Branch leaves shortly pointed only, so that branches usually appear relatively stout and bluntly pointed; capsules straight, erect —Isothecium myurum = Isothecium alopecuroides

7 Main branches regularly bipinnate or tripinnate in one plane, hence frond-like — 8

Main branches simple or once pinnate only — 9

8 Stems red, not rigid; leaves glossy, pale or dull yellowish green — Hylocomium splendens

Stems green or blackish, rigid; leaves not glossy, vivid green or yellow-green — Thuidium tamariscinum

(N.B. A plant with weak green stems that appears to 'key out' here will probably be Eurhynchium praelongum, luxuriant forms of which are sometimes mistaken for Thuidium tamariscinum.)

9 Stems red or orange-red — 10

Stems green or yellowish — 14

10 Leaves straight, with very short points or rounded at apex, appressed or slightly spreading; branching usually very regularly pinnate — 11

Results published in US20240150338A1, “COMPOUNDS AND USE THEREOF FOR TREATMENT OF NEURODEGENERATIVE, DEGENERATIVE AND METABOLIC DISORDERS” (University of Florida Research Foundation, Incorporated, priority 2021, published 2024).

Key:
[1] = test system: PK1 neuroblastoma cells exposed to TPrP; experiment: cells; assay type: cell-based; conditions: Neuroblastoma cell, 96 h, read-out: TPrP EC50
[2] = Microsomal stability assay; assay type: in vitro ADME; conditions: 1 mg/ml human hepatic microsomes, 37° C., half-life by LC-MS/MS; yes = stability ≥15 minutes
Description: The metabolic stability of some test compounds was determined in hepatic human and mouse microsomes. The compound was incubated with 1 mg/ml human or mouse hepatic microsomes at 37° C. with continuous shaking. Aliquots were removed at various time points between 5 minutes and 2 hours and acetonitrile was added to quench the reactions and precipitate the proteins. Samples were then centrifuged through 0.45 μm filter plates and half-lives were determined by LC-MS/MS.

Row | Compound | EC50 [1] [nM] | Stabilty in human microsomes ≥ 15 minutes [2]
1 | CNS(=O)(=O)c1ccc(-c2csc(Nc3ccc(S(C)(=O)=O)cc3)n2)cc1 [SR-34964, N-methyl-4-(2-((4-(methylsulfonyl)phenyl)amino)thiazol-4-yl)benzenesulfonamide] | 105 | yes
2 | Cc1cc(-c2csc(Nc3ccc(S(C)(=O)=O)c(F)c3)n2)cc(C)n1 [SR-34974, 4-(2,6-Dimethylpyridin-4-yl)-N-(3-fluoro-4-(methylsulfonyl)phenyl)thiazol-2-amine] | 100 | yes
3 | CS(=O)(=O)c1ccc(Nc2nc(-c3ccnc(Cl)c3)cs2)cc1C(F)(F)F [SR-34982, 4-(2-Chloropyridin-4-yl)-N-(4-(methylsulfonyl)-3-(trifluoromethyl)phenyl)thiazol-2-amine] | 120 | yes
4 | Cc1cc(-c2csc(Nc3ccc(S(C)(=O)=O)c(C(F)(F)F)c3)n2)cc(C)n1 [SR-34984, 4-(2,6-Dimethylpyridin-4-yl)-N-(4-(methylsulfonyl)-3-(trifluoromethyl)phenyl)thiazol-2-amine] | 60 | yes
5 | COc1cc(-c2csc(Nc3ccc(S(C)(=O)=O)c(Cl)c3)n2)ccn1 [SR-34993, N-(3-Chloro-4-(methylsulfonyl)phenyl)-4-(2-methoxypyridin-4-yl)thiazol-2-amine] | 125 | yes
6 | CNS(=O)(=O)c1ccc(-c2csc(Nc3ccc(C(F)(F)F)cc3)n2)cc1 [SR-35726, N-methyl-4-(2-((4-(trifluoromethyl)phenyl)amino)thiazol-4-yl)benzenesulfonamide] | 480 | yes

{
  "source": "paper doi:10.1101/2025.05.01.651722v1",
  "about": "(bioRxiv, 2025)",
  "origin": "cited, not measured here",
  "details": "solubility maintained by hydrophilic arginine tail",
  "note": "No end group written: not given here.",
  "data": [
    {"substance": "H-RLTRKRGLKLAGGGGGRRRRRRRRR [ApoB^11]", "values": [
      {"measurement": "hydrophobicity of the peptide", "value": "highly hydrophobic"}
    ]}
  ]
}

Leaves curved, with broad bases and long acute tips which are widely spreading .or recurved; branching most often irregular (sometimes pinnate) —12

11Uppermost leaves rolled together (even when wet) forming sharp 'spear-head' (cuspidate) shoot tips, lower leaves widely spreading, in marshes — Acrocladium cuspidatum

'Spear-head' shoot tips normally lacking (at least when wet), lower leaves not widely spreading; chiefly heath and moorland — Pleurozium schreberi

12 Leaves at shoot tips large (3-5 mm.), clear pale green, only lightly curved; branches short and crowded above, so that habit bushy (stems often nearly erect) — Rhytidiadelphus triquetrus

Leaves at shoot tips shorter, dull yellowish green, widely spreading-recurved; branches long and never crowded, so that habit not as above —13